The son sat on his sled, and looked at the bone. His dogs sat around him, and looked at the bone too. His father's name was still on it, alone. The girls were all done, none swelled remained. The women, too. Next year, he thought. There's plenty of room on the bone, and next year his father's turn will come too.

Next year it didn't, though, nor the year after that, nor the next. Names came and went on the namebone, with the movement of the tides and the migrations of the fish and the seals ; sometimes more, and sometimes less. Sometimes, just one, always the same one, always there atop the list.

Eventually, the small Yupik tribe died out, and their camp died out, as is the fate of subsistence hunter-gatherer primitives, none of their dwelling places stand for thousands of years like the proud wonders of bronze and iron-age men. The huts, disused, were slowly ground down by the elements, which in that part of the world consist of water-air, and water-rock, and also, occasionally, water, pure and simple.

Eventually, only an upturned whale bone stood, barely discernible carvings struck out covering al its surface, except for one name, clearly still visible atop. The one name whose turn never again came.

The end ; though the seasons do go on.

———
  1. There's a (George Cosbuc I believe) poem I'd have liked to sample here, about some girls doing the wash, and checking to see if anyone's looking so as to lift their skirts higher (so they don't get wet!). Sadly I can't now find it, so...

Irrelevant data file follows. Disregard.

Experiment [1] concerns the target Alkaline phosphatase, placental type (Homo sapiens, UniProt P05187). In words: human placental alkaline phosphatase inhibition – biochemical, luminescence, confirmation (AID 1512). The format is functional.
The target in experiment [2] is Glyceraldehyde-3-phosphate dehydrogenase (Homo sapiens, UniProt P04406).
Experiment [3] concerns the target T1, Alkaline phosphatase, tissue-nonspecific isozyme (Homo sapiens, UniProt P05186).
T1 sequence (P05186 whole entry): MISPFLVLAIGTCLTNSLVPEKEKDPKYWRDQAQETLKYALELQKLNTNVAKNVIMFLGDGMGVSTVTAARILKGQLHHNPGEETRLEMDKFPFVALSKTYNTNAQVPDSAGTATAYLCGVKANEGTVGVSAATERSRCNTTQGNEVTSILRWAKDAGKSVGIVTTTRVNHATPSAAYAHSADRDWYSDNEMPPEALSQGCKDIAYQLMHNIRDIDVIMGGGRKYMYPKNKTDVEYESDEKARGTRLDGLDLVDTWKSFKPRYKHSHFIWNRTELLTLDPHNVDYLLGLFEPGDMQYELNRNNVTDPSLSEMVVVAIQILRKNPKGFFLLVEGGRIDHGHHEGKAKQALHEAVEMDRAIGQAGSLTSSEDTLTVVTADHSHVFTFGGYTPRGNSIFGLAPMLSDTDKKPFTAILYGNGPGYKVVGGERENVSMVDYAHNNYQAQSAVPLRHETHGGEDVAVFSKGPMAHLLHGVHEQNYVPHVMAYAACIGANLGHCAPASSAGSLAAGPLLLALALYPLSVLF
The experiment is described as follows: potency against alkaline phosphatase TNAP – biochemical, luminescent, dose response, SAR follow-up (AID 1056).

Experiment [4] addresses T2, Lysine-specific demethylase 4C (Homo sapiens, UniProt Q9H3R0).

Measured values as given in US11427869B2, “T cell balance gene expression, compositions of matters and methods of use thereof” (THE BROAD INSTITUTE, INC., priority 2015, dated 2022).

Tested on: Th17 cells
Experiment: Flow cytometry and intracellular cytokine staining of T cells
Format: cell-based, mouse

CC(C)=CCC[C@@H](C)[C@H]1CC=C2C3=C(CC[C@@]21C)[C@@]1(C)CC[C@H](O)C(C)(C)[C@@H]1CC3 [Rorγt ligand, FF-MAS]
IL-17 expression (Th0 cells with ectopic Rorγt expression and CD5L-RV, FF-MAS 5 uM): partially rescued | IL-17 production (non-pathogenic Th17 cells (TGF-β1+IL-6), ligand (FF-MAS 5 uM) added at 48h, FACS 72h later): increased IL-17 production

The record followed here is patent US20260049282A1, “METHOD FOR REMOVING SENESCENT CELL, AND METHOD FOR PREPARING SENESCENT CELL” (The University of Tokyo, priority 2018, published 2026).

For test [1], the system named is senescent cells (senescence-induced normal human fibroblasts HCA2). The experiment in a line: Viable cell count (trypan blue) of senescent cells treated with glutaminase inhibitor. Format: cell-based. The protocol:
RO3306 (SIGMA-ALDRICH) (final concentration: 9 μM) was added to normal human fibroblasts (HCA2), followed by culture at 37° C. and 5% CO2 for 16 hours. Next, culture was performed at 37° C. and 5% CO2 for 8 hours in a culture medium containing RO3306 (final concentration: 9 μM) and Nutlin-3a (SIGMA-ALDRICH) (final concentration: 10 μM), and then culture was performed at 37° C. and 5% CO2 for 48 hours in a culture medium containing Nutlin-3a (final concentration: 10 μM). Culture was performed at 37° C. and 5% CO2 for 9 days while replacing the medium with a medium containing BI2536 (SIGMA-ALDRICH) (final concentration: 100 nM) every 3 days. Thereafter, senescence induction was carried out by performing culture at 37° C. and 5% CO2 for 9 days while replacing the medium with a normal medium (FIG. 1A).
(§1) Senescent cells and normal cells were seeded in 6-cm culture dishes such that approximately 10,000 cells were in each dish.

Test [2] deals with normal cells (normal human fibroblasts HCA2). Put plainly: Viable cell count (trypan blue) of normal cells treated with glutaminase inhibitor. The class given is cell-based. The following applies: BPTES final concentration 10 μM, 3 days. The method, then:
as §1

If you know it let me know. []

  2. Do you understand the horror of snow ?

    Think, if you will. "Pure as driven snow", yes ?

    Snow is not merely "water", such as the filthy, useless water in the rhyme of the ancient mariner, "water, water, everwhere -- yet not a drop to drink". Snow is recrystallized water, meaning absolutely pure water. Absolutely pure. When it vaporizes it leaves behind everything, everything else ; and when it comes back down again, fluffy insulation layer of perfect perfection, it's nothing else but itself : the definitive solvent.

    There's no other solvent as competent as water. It'll readily dissolve things. Your things. All your things.

    Snow holds you insulated with one hand, suspended however many inches, feet, miles above the life-giving Earth. Snow sucks the very everything out of you, through a process known as osmosis, with the other hand. The permafrost is an endless reservoir of nothingness, but ravenous, starved nothingness. It wants your everything -- do you have some potassium chloride ? It could dissolve ten quadrillion tons of it, how much you got ? How about sodium chloride ? How about anything else ?

    Soon enough you'll be eating ash yourself, in an ultimately doomed attempt to preserve some semblance of minimal mineral load. See ? Living in that wasteland of perfection is a lot like living in a mechanical deboning plant. The teeth are much smaller and the workings much slower, but you are being deboned, step by step. []

  3. "You take TV out of this relationship... it is pure torture!" []
Category: Cuvinte Sfiinte